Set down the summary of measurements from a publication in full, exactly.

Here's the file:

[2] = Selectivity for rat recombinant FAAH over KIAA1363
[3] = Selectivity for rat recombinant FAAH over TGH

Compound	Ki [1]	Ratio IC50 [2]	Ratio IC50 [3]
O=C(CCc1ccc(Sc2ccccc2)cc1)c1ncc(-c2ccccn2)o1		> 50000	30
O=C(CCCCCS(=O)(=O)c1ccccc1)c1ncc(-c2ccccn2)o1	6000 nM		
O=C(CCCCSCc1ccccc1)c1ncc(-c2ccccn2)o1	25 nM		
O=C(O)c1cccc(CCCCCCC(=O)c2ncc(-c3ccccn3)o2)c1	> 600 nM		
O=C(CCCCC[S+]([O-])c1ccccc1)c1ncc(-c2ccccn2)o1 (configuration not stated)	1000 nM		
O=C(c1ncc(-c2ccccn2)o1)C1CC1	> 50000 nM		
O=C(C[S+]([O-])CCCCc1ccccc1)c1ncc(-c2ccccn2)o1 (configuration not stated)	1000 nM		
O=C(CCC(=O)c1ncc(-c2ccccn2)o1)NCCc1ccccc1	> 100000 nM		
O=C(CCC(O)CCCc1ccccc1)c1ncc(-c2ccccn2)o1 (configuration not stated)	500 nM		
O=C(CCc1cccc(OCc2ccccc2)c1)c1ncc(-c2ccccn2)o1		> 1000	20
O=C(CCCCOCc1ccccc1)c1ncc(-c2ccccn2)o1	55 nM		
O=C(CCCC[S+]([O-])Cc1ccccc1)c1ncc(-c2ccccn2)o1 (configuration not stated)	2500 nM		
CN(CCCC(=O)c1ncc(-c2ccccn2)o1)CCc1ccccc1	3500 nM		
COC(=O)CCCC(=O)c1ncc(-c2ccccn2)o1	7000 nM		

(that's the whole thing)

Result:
[2] = Selectivity for rat recombinant FAAH over KIAA1363
[3] = Selectivity for rat recombinant FAAH over TGH

Compound	Ki [1]	Ratio IC50 [2]	Ratio IC50 [3]
O=C(CCc1ccc(Sc2ccccc2)cc1)c1ncc(-c2ccccn2)o1		> 50000	30
O=C(CCCCCS(=O)(=O)c1ccccc1)c1ncc(-c2ccccn2)o1	6000 nM		
O=C(CCCCSCc1ccccc1)c1ncc(-c2ccccn2)o1	25 nM		
O=C(O)c1cccc(CCCCCCC(=O)c2ncc(-c3ccccn3)o2)c1	> 600 nM		
O=C(CCCCC[S+]([O-])c1ccccc1)c1ncc(-c2ccccn2)o1 (configuration not stated)	1000 nM		
O=C(c1ncc(-c2ccccn2)o1)C1CC1	> 50000 nM		
O=C(C[S+]([O-])CCCCc1ccccc1)c1ncc(-c2ccccn2)o1 (configuration not stated)	1000 nM		
O=C(CCC(=O)c1ncc(-c2ccccn2)o1)NCCc1ccccc1	> 100000 nM		
O=C(CCC(O)CCCc1ccccc1)c1ncc(-c2ccccn2)o1 (configuration not stated)	500 nM		
O=C(CCc1cccc(OCc2ccccc2)c1)c1ncc(-c2ccccn2)o1		> 1000	20
O=C(CCCCOCc1ccccc1)c1ncc(-c2ccccn2)o1	55 nM		
O=C(CCCC[S+]([O-])Cc1ccccc1)c1ncc(-c2ccccn2)o1 (configuration not stated)	2500 nM		
CN(CCCC(=O)c1ncc(-c2ccccn2)o1)CCc1ccccc1	3500 nM		
COC(=O)CCCC(=O)c1ncc(-c2ccccn2)o1	7000 nM		